Important information: The value of investments and the income from them, can go down as well as up, so you may get back less than you invest.
IF you’re feeling jealous of travellers jetting off to the States this week, just show them the exchange rate and watch their faces drop.
The pound is super weak right now. It fell sharply to $1.35 last week, a low point for the year, following the Bank of England’s decision not to raise interest rates. It’s struggled to make up ground since.
Typically, interest rates and currencies go hand in hand. The lower the rate, the less attractive the currency.
The problem here, however, wasn’t just the decision - there’s good reason to keep rates at 0.1% for now - but also the messaging around it. Strong hints that rates would rise to 0.25% failed to materialise, and subsequently destabilised markets.
In the absence of attractive interest rates, you might hope that a strong economy would keep investors confident in our currency and push its value up.
Here too, sterling struggles.
Figures published today show that Gross Domestic Product (GDP) picked up 0.6% over September. While that’s more than expected, overall output for the third quarter was up just 1.3%, below the Bank of England’s 1.5% forecast.
Moreover, some of the key drivers behind September’s growth may only provide temporary boosts. Healthcare was one, following an increase in face-to-face GP appointments, while lawyers benefitted from last-minute house purchases ahead of the return of stamp duty.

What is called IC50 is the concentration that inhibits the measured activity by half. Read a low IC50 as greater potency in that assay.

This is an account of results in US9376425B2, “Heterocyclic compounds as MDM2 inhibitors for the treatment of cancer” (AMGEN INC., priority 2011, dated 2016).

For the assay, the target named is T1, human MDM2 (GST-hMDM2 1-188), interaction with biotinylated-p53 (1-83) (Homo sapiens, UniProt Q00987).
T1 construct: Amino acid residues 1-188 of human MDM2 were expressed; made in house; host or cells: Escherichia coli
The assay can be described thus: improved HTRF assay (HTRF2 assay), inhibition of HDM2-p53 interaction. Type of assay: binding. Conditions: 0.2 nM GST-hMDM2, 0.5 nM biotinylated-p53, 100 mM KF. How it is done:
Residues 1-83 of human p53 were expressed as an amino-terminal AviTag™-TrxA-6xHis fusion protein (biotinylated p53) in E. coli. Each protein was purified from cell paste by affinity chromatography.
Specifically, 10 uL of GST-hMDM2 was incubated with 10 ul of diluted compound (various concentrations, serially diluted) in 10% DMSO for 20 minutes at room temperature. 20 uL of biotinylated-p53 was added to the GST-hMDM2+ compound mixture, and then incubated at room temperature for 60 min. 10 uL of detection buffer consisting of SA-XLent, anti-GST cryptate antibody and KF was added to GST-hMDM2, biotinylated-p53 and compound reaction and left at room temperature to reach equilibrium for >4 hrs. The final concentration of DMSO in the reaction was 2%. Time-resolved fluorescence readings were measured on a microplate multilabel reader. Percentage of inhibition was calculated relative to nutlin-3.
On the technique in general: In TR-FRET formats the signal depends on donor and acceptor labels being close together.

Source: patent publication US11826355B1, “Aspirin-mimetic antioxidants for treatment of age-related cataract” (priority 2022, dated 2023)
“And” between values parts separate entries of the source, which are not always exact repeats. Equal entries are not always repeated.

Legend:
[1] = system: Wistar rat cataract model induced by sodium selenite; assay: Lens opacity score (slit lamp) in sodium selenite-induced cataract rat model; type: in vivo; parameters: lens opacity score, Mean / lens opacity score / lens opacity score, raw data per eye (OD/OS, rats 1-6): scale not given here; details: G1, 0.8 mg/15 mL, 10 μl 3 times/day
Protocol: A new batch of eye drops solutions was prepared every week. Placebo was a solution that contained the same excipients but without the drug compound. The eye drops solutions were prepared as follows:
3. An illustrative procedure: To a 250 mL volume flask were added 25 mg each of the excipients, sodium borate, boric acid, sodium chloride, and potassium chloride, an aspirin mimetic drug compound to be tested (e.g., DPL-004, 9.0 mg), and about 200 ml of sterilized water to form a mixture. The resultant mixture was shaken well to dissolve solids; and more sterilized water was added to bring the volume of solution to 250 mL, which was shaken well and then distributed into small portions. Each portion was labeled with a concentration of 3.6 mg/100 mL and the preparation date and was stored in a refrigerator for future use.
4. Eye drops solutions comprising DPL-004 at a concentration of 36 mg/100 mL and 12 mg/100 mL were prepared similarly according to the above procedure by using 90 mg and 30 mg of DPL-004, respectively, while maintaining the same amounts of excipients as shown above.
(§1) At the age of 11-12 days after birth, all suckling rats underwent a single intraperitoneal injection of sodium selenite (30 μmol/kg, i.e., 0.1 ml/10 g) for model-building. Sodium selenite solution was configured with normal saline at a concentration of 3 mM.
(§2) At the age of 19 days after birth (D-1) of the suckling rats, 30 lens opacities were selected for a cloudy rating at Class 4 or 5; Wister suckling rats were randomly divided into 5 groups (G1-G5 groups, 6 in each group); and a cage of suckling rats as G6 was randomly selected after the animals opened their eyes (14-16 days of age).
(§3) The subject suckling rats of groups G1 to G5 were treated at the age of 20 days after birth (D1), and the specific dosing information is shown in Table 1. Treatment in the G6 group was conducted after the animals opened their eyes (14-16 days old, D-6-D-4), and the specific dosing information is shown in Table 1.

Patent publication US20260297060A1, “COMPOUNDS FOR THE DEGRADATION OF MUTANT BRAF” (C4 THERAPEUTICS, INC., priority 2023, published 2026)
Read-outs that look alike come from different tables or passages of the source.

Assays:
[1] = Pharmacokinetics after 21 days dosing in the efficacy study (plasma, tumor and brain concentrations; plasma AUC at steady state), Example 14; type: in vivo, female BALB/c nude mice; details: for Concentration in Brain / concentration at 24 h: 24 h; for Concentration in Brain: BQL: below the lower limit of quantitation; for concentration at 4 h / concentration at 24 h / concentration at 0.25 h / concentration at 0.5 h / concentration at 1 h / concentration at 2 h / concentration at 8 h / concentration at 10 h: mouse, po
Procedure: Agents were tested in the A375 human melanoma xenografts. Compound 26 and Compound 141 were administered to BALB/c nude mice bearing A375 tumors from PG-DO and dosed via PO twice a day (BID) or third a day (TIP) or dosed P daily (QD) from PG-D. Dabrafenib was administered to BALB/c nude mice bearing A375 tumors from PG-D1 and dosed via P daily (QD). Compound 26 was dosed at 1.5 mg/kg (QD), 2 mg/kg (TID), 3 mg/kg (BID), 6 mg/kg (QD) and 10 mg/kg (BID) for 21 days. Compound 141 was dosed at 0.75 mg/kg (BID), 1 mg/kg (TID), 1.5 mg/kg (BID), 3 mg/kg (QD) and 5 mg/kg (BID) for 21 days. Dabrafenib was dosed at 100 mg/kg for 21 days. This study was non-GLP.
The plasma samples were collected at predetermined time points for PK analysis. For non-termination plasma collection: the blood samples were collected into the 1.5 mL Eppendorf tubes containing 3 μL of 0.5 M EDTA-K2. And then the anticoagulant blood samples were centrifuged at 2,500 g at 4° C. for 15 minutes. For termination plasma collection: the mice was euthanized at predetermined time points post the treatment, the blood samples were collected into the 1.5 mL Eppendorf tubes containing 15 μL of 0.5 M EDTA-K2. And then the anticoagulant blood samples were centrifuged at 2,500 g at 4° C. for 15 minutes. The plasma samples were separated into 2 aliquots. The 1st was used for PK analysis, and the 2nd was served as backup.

Worryingly, business activity remained well down on pre-pandemic levels, a sign that a sluggish recovery is weighing on confidence.
Brexit too has not been a friend to the pound, and reports that the UK may trigger the Article 16 safeguard clause to reverse Northern Ireland’s post-Brexit agreement are not helping mend the relationship.
What does all this mean for you?
Normally I wouldn’t get too worked up about currencies. I tend to think a globally diversified portfolio of holdings will see most fluctuations come out in the wash.
The problem here is that it’s hard to see how the pound gets out of this rut. Today’s GDP figures show Britain’s recovery lags those of other G7 nations, while the Brexit fallout will continue to murmur away in the background like a dog whining for attention.
Not only is this bad for the UK’s jetsetters, it’s also bad news for its importers, as foreign goods become more expensive to buy. Add that onto supply chain pressures and higher production costs, and this could be an expensive Christmas for UK companies and, by extension, consumers too.
One positive is that a weak pound is, ironically, good news for the UK’s largest companies. Around 75% of the revenues generated by FTSE 100 companies listed in London are made outside of the UK. A weak pound automatically boosts these overseas profits.
Moreover, there’s little doubt rates will eventually rise, perhaps as soon as next month. That’ll give sterling a shot in the arm but won’t cure it of its wider malaise.
Important information: Investors should note that the views expressed may no longer be current and may have already been acted upon. Overseas investments will be affected by movements in currency exchange rates. This information is not a personal recommendation for any particular investment. If you are unsure about the suitability of an investment you should speak to a Fidelity adviser or an authorised financial adviser of your choice.
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